At least one E-4 is held "on-call" at any given time by the USAF/U.S. government and regularly deploys with the President of the United States when overseas trips are had. When the President is aboard the E-4 himself, the aircraft uses the callsign of "Air Force One".

The Northrop Grumman E-10 MC2A, built upon the framework of the Boeing Model 767-400ER, was intended as the direct successor to the E-4 but the project was cancelled in 2007.



December 2019 - The United States Air Force has officially launched a successor project for its E-4B fleet. The service requests that the replacement product, which will include the Survivable Airborne Operations Center (SAOC) weapons system, be based in an existing commercial airliner product. It can be assumed that this new aircraft will sport a wide array of the latest USAF active/passive countermeasures technology as well as missile-killing solutions (possibly by way of air-launched drones).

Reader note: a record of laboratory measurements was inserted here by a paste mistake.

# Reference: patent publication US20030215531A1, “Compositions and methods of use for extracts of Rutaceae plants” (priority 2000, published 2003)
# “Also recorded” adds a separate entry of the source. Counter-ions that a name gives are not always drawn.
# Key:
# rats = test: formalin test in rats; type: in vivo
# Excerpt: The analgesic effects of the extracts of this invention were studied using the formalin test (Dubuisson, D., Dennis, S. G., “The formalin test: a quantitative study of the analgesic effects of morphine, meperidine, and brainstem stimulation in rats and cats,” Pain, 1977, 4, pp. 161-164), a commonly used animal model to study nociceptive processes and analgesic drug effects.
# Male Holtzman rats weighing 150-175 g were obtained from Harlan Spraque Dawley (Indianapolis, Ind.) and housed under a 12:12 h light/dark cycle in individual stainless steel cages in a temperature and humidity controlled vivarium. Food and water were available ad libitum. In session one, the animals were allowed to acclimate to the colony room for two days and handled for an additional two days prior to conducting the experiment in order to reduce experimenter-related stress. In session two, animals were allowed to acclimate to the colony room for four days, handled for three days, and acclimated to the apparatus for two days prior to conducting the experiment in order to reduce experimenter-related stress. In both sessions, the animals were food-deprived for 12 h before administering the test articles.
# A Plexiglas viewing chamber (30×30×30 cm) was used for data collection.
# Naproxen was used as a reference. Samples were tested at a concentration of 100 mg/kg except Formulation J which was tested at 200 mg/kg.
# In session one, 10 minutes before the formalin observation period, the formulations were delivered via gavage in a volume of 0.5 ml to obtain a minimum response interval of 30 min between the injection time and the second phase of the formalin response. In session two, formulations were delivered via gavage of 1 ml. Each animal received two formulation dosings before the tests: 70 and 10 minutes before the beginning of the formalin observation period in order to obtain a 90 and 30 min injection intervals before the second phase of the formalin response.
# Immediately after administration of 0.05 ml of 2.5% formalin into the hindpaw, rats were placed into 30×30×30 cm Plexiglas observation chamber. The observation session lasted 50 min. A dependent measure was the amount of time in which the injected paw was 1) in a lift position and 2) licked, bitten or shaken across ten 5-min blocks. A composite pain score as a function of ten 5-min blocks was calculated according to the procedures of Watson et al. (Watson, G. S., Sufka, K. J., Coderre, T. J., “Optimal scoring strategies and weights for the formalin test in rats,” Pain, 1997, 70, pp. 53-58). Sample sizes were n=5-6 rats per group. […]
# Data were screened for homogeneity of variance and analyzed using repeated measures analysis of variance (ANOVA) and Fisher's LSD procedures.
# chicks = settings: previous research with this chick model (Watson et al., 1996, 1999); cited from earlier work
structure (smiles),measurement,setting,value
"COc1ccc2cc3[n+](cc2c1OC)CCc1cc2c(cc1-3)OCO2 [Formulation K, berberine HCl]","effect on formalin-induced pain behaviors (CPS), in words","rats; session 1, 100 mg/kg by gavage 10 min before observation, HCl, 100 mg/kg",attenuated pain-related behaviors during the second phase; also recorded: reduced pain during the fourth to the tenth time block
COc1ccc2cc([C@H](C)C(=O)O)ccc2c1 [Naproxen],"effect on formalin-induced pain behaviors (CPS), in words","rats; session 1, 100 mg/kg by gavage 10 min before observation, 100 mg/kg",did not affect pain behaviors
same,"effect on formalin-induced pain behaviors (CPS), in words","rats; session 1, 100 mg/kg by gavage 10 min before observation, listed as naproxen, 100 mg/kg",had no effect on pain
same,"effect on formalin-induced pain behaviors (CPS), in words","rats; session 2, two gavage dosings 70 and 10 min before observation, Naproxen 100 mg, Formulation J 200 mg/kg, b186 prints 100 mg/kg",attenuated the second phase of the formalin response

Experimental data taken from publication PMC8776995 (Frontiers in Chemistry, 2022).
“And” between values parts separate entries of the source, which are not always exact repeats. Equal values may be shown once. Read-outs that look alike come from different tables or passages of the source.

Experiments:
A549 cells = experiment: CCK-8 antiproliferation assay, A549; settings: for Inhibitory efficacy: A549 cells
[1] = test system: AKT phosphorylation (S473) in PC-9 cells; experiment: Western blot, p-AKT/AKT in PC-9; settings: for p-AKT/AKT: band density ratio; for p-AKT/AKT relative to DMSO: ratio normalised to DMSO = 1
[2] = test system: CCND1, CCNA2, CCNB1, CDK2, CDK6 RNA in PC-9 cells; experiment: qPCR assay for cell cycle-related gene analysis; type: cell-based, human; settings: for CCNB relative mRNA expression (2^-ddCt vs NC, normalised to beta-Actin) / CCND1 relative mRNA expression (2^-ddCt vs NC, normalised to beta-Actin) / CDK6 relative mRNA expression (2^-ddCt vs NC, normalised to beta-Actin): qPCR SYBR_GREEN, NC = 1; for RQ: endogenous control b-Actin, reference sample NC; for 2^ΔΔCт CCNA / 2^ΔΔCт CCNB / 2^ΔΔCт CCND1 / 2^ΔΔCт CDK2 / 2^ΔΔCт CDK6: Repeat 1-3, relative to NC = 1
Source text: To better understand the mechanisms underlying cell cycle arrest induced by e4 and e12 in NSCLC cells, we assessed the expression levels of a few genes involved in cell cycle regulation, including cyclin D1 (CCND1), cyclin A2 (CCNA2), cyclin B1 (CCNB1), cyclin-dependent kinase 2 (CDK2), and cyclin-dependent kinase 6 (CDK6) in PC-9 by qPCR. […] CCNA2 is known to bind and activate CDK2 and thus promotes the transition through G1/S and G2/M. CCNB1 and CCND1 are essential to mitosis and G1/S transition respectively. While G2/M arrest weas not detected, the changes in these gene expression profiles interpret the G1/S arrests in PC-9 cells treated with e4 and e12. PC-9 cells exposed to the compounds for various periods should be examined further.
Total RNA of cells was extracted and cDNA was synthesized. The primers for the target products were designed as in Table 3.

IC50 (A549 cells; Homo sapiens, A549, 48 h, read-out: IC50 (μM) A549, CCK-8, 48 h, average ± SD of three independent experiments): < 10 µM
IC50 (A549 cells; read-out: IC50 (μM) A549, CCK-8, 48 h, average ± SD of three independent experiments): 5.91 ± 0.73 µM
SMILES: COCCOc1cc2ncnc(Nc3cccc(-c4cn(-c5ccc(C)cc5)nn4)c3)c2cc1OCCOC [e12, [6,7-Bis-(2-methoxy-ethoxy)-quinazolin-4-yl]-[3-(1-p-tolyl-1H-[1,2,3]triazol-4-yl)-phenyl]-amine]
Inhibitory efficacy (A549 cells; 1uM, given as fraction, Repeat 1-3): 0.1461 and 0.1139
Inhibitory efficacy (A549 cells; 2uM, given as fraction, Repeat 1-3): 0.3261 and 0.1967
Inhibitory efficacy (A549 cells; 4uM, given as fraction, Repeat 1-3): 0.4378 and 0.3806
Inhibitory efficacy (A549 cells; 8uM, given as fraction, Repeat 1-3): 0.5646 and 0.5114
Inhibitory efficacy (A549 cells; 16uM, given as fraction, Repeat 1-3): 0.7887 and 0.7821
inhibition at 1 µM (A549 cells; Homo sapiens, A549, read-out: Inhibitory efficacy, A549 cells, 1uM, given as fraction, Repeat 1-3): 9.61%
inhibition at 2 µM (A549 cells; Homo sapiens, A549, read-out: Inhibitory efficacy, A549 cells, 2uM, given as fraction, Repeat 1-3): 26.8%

Specifications



Year:
1975
Status
Active, In-Service
Crew
4
[ 4 Units ] :
Boeing - USA
National flag of United States United States
Length:
231.30 ft (70.5 m)
Width:
195.87 ft (59.7 m)
Height:
63.32 ft (19.3 m)
(Showcased structural dimension values pertain to the Boeing E-4B Advanced Airborne Command Post production model)
Empty Weight:
418,878 lb (190,000 kg)
MTOW:
826,403 lb (374,850 kg)
(Diff: +407,524lb)
(Showcased weight values pertain to the Boeing E-4B Advanced Airborne Command Post production model)
4 x General Electric CF6-50E2 turbofan engines developing 52,500 lb of thrust each.